Description: We have demonstrated the efficacy of NMRI to granular flow studies of objects that yield NMR signals (seeds, pharmaceutical pills) in confined spaces (rotating cylinders, shaking boxes). Excellent results for velocity and concentration of flowing and colliding particles have been obtained non-invasively. We studied flows in geometries that are otherwise impossible to study because of the optical opacity of the materials. In addition, we obtained data for diffusion and collisional losses which must be related to granular temperature. We also measured the global collisional and frictional energy loss for a rotating cylinder containing granular material and compared it to that obtained from the NMRI velocity and acceleration data. We used the same NMR technique to study the interplay between radial and axial segregation of heterogeneous particles in a partially filled rotating cylinder. We also measured flow and diffusion of vibrating particles in the NMRI apparatus to ascertain that such experiments are, indeed, possible. Some theoretical studies were initiated to explain some of the velocity profiles and free surface shapes of rotating drum flow. A direct numerical simulation of the drum flow successfully predicted a number of features, including velocity, concentration, and dissipation profiles in rotating cylinders.
Date: March 1, 1995
Partner: UNT Libraries Government Documents Department

Gravity-driven dense granular flows

Description: The authors report and analyze the results of numerical studies of dense granular flows in two and three dimensions, using both linear damped springs and Hertzian force laws between particles. Chute flow generically produces a constant density profile that satisfies scaling relations suggestive of a Bagnold grain inertia regime. The type for force law has little impact on the behavior of the system. Failure is not initiated at the surface, consistent with the absence of surface flows and different principal stress directions at vs. below the surface.
Date: March 29, 2000
Creator: ERTAS,DENIZ; GREST,GARY S.; HALSEY,THOMAS C.; DEVINE,DOV & SILBERT,LEONARDO E.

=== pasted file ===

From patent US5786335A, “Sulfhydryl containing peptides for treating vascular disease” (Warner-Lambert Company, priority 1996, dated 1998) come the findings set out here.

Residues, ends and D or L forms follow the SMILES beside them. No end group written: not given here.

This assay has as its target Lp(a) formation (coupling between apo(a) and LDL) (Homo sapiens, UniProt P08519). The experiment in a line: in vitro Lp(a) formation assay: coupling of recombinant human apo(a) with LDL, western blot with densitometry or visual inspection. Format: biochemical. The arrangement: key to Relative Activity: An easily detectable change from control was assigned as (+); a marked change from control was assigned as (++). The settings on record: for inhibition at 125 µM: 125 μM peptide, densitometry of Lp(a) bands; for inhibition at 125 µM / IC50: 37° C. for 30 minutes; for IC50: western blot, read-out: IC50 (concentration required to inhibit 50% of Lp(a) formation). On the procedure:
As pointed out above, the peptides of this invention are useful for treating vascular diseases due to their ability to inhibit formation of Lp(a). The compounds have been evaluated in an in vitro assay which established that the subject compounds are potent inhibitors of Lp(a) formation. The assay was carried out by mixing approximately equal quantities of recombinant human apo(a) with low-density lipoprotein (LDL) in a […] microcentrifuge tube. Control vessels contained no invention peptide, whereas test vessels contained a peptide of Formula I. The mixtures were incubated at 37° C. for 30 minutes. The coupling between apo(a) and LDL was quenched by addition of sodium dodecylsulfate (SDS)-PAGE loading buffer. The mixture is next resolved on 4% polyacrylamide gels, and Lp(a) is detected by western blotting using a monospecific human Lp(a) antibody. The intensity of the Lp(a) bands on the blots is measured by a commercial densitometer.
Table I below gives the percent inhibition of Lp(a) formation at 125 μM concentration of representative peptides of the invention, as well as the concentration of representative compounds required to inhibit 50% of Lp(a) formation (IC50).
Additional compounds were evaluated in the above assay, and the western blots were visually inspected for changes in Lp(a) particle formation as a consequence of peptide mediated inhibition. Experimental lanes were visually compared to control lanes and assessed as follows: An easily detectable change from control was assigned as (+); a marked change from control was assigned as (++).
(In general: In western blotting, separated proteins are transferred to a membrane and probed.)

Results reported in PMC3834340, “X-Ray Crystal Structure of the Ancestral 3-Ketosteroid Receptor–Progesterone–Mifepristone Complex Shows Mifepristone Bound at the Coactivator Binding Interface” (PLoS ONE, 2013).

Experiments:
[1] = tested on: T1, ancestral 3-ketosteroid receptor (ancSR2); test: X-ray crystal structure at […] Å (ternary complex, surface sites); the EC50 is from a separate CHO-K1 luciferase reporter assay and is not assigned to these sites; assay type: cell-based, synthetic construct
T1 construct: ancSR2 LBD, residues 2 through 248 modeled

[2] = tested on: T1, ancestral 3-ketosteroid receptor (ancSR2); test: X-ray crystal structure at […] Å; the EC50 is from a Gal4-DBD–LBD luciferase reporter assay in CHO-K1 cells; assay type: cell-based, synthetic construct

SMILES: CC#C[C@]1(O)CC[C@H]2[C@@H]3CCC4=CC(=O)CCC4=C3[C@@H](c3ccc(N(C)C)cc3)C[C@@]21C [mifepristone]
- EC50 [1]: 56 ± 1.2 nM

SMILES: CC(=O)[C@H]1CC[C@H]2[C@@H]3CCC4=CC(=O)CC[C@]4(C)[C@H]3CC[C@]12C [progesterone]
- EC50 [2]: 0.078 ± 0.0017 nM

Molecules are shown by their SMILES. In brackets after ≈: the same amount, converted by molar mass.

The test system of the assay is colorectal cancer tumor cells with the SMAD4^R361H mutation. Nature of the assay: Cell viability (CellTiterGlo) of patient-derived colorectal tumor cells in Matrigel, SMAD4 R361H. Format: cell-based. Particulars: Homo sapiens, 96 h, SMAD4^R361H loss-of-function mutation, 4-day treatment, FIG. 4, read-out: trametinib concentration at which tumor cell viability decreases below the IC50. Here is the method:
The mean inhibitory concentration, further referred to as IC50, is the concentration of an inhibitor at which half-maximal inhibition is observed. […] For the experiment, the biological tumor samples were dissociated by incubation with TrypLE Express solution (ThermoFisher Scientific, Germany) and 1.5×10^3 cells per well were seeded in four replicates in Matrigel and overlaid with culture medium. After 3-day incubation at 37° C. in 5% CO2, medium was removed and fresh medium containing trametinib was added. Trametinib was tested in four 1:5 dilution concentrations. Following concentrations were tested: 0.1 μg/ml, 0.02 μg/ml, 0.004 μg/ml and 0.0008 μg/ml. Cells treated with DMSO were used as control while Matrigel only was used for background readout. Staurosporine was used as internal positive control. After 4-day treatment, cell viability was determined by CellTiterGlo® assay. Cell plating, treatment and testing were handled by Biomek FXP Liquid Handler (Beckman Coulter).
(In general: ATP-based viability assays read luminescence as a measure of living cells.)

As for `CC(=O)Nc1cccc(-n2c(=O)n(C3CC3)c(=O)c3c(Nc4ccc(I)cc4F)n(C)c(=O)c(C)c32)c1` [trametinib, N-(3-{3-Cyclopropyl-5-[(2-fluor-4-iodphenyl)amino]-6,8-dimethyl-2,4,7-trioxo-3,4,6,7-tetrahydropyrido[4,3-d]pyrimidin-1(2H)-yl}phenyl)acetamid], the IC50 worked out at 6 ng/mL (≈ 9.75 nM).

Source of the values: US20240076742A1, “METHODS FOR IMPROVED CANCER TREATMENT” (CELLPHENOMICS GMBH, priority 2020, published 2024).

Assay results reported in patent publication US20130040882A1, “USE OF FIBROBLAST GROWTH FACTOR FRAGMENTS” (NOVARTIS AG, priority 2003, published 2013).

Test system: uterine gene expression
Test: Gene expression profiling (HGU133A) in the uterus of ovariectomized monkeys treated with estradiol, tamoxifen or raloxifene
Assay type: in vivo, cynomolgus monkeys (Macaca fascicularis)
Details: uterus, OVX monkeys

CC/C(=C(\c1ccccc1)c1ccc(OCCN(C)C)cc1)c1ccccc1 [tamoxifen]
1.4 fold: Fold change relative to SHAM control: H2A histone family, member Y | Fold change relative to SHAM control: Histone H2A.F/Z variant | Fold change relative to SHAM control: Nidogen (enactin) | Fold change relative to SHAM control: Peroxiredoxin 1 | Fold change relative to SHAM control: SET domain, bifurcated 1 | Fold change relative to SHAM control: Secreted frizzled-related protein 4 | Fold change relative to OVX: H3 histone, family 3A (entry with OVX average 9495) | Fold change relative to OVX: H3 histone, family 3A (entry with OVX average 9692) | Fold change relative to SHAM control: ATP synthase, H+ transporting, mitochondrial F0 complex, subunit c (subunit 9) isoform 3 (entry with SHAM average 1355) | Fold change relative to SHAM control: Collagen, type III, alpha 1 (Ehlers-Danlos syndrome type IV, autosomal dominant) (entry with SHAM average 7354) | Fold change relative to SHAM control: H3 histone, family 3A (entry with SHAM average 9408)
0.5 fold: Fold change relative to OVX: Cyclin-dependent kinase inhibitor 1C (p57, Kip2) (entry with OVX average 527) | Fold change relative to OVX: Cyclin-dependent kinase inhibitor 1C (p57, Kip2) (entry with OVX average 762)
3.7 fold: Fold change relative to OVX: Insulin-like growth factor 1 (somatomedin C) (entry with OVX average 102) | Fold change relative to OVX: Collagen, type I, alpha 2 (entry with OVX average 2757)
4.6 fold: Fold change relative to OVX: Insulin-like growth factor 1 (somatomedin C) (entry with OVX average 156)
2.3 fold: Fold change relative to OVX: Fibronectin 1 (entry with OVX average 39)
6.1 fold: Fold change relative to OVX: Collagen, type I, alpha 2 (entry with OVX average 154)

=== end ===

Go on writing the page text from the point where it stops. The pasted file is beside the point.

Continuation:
Partner: UNT Libraries Government Documents Department

Effect of finite particle interaction time in granular systems

Description: Almost all previously published theoretical papers that propose constitutive relations for granular flows use some form of kinetic theory, which neglects effects of finite particle interaction time and multiparticle interactions. In dense systems, these effects contain essential physics and determine the evolution of the stress system in granular flows. In this paper, the authors shall demonstrate the importance of these effects and study the behavior of the granular stress in a dense system. The particle interaction time is a random variable in a granular system, and they show that its probability distribution obeys an exponential law. The temporal decay of this probability represents the destruction of contacts between particles and is related to the relaxation of the collisional stress in a granular system. By considering the balance between creation and destruction of contacts, they derive a constitutive relation for collisional stress. Depending on the form of the model chosen to approximate forces developed during particle interactions, the constitutive relation can predict either viscoelastic or viscoplastic behavior of the collisional stress. Numerical simulations are performed to verify the theoretical findings and to study further the properties of dense granular systems.
Date: July 1, 1998
Creator: Zhang, D.Z. & Rauenzahn, R.M.
Partner: UNT Libraries Government Documents Department

Experimental investigation of vibration-induced bulk solids transport and segregation. Quarterly technical progress report, April--June 1995